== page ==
ASHEVILLE, NC — A group of volunteer veterans are using their time to help other veterans by raising dogs to be service animals for them.
The Asheville branch of Warrior Canine Connection trains about four to five dogs at a time and has been in business for four years.
The non-profit organization Warrior Canine Connection was officially launched in 2011 and is currently based in Maryland. To date, thousands of veterans have participated in the program, according to data from the organization.
What do you want to know
Warrior Canine Connection has matched over 100 service dogs with veterans with disabilities
Veterans help train the dogs
Asheville branch has helped approximately 20 dogs over the past four years
Stacie Litsenburger, a 24-year-old Army veteran, volunteers with the group as a puppy parent, taking care of a training dog when he’s not at school.
“Being a veteran myself and seeing the impact of war and what it does to the soldiers of our country. I think and know that raising a puppy and helping another veteran is worth everything. To see that connection…they can be a great member of the family, they can go grocery shopping and manage their own anxiety. I just think it’s worth everything,” Litsenburger said.
Litsenburger served several combat tours in the Middle East during his time in the United States Army. So far she has cared for five puppies who were in Asheville for training.
Outside of Asheville, the organization’s other locations are in Palo Alto, Calif., and then at its headquarters in Boyds, Maryland, according to a spokesperson.
So far, 5,300 veterans have participated in the program and 114 service dogs have been awarded to veterans.
Veteran volunteers help socialize the dogs, participate in training programs with professional trainers, and then fully trained and certified assistance dogs are assigned to veterans with disabilities, according to the WCC.
“They’ve had about as intense an experience as you could put them through,” said Matthew Estridge, veteran volunteer coaching assistant.
A veteran of the war in Iraq and the American army, Estridge has been working for several months with the yellow laboratory Arliss.
“Every time I came here I started working with Arliss, so it was a connection pretty much right from the start,” Estridge said of him and Arliss’ Asheville workouts. .
Arliss training will help with item retrieval, anxiety response, and other useful tools for retrieving veterans.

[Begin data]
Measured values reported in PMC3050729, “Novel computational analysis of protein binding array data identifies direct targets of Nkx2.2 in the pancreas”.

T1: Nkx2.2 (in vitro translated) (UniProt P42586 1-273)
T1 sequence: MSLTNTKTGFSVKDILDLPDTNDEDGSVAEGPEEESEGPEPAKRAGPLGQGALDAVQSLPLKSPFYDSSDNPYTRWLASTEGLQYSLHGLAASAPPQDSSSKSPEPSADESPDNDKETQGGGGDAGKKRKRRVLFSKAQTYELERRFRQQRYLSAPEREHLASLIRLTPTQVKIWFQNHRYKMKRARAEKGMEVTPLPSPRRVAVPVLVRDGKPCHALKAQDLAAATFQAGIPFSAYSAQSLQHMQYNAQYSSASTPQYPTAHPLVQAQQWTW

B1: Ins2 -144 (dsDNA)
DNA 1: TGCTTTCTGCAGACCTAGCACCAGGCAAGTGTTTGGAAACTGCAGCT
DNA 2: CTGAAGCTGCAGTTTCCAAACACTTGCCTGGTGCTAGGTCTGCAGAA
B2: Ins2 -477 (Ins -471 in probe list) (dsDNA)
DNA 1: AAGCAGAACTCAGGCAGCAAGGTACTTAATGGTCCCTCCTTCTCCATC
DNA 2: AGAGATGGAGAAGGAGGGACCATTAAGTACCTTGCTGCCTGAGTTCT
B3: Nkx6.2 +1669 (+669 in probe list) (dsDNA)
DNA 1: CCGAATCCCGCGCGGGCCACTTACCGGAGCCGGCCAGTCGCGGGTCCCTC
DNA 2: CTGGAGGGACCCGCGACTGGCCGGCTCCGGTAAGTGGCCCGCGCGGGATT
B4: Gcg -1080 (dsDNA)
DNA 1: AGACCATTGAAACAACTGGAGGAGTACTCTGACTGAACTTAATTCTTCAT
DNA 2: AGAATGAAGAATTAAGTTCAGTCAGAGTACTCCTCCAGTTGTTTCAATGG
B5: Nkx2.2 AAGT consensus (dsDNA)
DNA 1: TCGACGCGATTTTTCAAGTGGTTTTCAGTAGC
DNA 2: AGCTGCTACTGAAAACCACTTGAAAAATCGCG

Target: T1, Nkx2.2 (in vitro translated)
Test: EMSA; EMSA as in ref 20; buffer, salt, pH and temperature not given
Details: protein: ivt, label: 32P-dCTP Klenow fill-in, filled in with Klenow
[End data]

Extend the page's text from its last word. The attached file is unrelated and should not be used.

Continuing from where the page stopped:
“There were things I was doing, like holding my breath or positioning myself in a certain way. He will come and break that,” Estridge said of his own time volunteering with Arliss.
Training and assistance from a service dog can be essential in helping veterans socialize, complete tasks, and establish a routine upon returning from war.
“Just a little thing like dropping your debit card, when you’ve been waiting for weeks to get groceries because you’re anxious. And you get up for the checkup and you drop your debit card, and you already feel dizzy and you freak out,” Estridge cited as an example.
In addition to her other skills, Arliss learns to turn lights on and off and provide more emotional support.
“I mean, there are so many little things they can do to help a veteran in their day-to-day life,” Estridge added.
But service dogs don’t just help veterans with disabilities after graduation. Training helps volunteer veterans find purpose. Estridge was injured when his tank exploded during a combat tour of Iraq in 2007. Now disabled, he says the emotional bond he formed with those dogs is the reason he returns always to help.
“For veterans, sometimes it’s hard to deal with when you’re disabled and you’re not able to work. And it gives me a way to give back, I know these dogs will change the lives of other veterans. And that’s an amazing thing,” Estridge said with Arliss at his side.
The program meant so much to Estridge that he himself asked to receive one of these dogs. And who knows, he might even train her.
“Having another…a partner that you can go through life with is everything,” Estridge said.
The Warrior Canine Connection location in Asheville is in need of volunteer puppy parents. Veterinary care and food costs are covered, and all families are welcome to apply to volunteer as long as you live within an hour of Asheville. For more details, you can go to the Warrior Canine Connection website.